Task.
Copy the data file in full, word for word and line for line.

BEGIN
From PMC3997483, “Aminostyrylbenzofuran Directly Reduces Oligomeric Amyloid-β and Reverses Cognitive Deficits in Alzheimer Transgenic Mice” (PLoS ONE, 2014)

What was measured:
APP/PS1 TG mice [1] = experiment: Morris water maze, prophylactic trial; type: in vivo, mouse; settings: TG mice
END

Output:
From PMC3997483, “Aminostyrylbenzofuran Directly Reduces Oligomeric Amyloid-β and Reverses Cognitive Deficits in Alzheimer Transgenic Mice” (PLoS ONE, 2014)

What was measured:
APP/PS1 TG mice [1] = experiment: Morris water maze, prophylactic trial; type: in vivo, mouse; settings: TG mice